Resources for Development: Water is Nepal´s primary resource. This is the received wisdom, and an established part of the harangue by the vendors of development these past decades. Here is a theme in which there is so much popular trust, and so little informed social, economic and political debate. This is an area in which both the politicians and professionals have done the greatest disservice to the nation. In spite of the Tanakpur barrage imbroglio, in spite of the lengthy wrangling on the Arun III hydropower project, a people-oriented and environment-friendly strategy for water and hydropower development is still not in sight. The intellectuals who could help shape a consensus on hydropower development have not been able to rise above petty political squabbles.

Liberalisation: After the land reform of the mid-1960s, regional planning of the early 1970s, integrated rural development, basic needs and decentralisation of the late 1970s-1980s, liberalisation is the new marching order. Like its predecessors, this too is an import item much coveted as the guarantor of a generous foreign aid. It is the mantra on which our politicians and planners are pinning all their hopes for the salvation of the nation and the poor. With these newly tinted glasses, our decision-makers see privatisation as the only road to prosperity. Their collective memory is lost on the fact that Nepal is largely a country of the marginal and small private landholder, the private businessman and petty trader, the unemployed and the under-employed, the seasonal migrant, and the mercenary soldier. How will liberalisation and privatisation affect at this level? What are the roles and obligation of the state, the supposed defender of public good? How will it ensure that growth and efficiency, the dedared virtues of liberalisation, also relate to equity; that a situation is avoided where the benefits are privatised and the costs socialised? Is privatisation always the substitute for an inept bureaucracy?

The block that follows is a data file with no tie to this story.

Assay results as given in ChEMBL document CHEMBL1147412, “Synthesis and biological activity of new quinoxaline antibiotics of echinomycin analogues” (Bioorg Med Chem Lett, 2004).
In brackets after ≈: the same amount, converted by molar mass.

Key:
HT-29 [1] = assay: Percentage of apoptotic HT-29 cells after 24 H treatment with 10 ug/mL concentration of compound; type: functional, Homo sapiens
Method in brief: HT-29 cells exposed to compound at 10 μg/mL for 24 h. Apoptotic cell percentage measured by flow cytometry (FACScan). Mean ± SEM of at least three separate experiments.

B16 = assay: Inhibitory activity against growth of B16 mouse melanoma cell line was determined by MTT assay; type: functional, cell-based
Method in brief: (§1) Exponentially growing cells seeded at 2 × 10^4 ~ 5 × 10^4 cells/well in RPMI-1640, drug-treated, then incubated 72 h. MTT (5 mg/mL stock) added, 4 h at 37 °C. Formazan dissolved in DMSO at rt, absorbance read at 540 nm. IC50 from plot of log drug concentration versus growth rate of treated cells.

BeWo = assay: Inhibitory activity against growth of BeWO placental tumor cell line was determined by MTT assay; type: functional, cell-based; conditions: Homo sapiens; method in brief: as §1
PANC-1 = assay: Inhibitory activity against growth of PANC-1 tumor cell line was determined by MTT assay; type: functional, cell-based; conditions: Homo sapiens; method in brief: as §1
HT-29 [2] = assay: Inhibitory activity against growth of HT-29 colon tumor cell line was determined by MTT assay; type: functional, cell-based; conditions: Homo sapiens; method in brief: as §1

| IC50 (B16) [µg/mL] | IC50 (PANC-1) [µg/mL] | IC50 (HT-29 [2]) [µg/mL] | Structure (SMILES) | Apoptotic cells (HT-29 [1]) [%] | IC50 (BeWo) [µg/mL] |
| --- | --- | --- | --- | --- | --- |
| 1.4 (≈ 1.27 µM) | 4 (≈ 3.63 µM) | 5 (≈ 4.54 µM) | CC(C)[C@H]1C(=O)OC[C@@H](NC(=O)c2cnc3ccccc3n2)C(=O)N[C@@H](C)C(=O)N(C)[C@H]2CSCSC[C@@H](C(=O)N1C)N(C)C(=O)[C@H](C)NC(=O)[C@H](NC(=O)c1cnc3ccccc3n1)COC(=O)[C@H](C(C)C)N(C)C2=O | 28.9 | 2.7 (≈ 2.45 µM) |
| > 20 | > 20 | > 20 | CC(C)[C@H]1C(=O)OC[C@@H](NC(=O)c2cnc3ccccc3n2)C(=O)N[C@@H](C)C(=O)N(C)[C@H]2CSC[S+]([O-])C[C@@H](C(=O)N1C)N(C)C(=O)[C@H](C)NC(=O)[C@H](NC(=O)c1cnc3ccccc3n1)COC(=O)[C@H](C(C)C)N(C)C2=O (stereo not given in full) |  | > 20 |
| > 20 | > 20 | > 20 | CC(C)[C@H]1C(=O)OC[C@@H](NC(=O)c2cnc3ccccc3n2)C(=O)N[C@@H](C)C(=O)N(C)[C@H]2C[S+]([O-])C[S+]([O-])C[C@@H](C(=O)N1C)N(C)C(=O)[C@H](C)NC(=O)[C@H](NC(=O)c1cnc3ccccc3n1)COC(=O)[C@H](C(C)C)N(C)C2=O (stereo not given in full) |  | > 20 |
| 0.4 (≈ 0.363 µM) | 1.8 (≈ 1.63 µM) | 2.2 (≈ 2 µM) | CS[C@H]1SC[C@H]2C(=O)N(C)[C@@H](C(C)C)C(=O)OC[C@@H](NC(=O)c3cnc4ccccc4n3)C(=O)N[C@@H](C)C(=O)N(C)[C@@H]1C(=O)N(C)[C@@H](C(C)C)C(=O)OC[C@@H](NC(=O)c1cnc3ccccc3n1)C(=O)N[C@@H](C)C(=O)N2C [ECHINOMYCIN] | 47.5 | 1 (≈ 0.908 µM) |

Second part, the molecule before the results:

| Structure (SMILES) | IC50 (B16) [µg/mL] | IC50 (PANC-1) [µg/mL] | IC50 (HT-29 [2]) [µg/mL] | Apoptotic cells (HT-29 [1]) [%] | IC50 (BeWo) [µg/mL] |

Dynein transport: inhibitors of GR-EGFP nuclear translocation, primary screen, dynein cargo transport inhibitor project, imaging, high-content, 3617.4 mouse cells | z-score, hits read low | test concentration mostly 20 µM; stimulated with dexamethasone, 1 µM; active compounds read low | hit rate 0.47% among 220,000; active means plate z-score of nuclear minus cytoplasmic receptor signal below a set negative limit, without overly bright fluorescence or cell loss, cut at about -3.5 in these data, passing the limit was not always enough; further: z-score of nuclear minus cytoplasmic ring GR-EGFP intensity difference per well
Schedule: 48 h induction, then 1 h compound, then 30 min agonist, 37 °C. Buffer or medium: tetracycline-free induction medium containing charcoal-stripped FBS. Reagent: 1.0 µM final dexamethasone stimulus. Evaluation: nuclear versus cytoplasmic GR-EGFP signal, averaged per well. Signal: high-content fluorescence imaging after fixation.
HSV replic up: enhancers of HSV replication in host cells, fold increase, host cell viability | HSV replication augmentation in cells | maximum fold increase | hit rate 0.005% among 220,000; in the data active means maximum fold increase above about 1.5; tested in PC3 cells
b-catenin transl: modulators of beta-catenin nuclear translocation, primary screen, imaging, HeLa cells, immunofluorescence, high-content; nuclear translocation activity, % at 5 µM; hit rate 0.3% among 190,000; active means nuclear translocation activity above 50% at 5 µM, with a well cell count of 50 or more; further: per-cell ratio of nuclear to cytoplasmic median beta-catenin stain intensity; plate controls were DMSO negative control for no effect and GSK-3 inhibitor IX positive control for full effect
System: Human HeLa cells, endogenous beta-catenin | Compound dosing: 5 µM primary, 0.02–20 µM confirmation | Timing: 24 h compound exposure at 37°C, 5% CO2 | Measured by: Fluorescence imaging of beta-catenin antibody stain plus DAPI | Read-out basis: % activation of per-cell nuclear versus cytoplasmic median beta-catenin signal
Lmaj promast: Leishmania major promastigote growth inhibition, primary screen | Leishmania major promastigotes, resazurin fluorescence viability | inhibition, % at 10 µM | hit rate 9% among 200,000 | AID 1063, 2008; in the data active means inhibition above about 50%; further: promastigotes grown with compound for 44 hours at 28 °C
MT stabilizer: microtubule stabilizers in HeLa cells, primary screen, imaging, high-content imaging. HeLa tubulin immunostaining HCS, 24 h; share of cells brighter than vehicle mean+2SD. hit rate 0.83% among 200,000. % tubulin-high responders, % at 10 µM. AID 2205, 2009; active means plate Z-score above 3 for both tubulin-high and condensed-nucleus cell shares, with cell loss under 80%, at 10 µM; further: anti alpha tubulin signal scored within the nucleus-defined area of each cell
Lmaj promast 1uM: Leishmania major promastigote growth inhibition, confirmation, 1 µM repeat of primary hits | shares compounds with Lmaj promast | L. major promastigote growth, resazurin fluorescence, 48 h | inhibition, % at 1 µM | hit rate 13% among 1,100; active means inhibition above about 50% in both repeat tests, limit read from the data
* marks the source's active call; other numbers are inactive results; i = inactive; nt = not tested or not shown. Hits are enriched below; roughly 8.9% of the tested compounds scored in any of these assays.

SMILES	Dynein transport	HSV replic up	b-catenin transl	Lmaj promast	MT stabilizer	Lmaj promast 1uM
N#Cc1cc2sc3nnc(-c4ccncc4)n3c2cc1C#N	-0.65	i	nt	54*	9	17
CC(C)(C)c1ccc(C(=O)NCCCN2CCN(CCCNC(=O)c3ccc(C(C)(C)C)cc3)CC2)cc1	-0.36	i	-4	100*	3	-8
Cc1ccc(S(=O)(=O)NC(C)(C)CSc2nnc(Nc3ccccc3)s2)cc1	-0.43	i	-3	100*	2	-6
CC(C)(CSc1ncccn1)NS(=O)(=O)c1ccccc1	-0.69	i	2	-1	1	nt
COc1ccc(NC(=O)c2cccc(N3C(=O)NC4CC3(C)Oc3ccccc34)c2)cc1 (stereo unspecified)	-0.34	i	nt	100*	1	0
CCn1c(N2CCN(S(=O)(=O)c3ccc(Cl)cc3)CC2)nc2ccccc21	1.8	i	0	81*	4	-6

There are a number of other contemporary concerns which I feel deserve attention from our intelligentsia, not least of which is the system of education. Nepali schooling and higher education have suffered from unregulated privatisation. Quality education is increasingly a mirage as far as the poor are concerned. We continue to pay lip service to issues of gender but steadfastly refuse to analyse the linkages to development and build a legal and social commitment for action. The gravity of the Lhotshampa refugee situation seems to be all but lost on the Nepali intelligentsia even as the potential of similar crises from otheT quarters looms ever larger in the horizon. There are also broader global issues which have a bearing on our society and economy. The implications of GATT on Nepal's biological resources has by and large remained ignored. Neither has the issue of intellectual property rights excited our intellectuals.

Why have our intellectuals been so nonchalant to these contemporary concerns? Is it because these themes do not attract the resources as do client-oriented, donor-funded projects? Is it because the condition of ceteris paribus does not hold in the Nepali context, and that our intellectuals have been thoroughly co-opted?